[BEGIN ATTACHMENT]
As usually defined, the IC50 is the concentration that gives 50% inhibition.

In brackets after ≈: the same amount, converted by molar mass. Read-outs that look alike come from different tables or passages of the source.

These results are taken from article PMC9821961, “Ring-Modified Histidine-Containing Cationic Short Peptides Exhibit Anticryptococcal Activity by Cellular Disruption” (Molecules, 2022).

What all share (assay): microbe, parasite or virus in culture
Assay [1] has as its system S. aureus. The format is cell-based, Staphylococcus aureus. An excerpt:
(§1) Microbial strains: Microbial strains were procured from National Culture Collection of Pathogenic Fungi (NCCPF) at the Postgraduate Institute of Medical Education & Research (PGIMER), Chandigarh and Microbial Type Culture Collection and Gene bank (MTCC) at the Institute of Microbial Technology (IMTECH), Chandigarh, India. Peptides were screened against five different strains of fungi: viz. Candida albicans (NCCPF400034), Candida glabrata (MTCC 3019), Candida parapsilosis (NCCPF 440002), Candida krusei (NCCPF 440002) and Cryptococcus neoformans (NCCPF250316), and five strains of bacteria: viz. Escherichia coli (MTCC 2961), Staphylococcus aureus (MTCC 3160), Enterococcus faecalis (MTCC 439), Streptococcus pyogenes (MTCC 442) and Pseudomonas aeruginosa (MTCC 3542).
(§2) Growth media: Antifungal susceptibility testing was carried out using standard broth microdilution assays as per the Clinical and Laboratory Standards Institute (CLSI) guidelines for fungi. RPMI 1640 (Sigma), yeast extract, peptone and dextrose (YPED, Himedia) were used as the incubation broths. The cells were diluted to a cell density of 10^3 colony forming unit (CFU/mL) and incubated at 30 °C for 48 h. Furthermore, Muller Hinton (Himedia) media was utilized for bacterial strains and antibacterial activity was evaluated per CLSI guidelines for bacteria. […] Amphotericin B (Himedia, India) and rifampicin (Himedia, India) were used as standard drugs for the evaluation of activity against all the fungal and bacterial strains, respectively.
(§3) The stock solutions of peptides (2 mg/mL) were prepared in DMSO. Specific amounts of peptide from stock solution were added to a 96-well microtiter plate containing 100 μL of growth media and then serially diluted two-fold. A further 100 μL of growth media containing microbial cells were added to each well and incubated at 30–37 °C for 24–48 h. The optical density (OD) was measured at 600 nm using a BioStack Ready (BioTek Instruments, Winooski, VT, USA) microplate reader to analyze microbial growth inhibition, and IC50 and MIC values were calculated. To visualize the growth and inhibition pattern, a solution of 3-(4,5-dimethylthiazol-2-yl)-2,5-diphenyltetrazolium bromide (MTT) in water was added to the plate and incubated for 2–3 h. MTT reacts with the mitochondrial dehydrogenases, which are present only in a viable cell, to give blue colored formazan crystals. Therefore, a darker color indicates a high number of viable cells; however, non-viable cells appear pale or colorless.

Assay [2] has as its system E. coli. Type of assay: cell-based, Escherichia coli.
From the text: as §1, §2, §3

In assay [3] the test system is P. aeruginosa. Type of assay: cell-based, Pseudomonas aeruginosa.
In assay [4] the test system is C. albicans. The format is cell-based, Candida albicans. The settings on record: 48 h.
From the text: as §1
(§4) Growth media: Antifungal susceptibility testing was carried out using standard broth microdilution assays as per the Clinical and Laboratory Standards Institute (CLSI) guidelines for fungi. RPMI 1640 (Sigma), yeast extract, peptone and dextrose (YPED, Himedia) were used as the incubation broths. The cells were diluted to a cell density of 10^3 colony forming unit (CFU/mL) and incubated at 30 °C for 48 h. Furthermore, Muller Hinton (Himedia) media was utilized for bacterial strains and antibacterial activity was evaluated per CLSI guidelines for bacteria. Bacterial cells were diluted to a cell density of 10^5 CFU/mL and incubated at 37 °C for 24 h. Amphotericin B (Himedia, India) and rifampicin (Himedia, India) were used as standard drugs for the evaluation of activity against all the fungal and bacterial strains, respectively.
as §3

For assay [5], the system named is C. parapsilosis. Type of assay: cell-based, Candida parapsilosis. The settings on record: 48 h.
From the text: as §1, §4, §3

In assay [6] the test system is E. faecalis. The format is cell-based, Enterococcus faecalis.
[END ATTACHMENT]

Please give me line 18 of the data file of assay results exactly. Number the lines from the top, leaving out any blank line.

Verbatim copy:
In assay [6] the test system is E. faecalis. The format is cell-based, Enterococcus faecalis.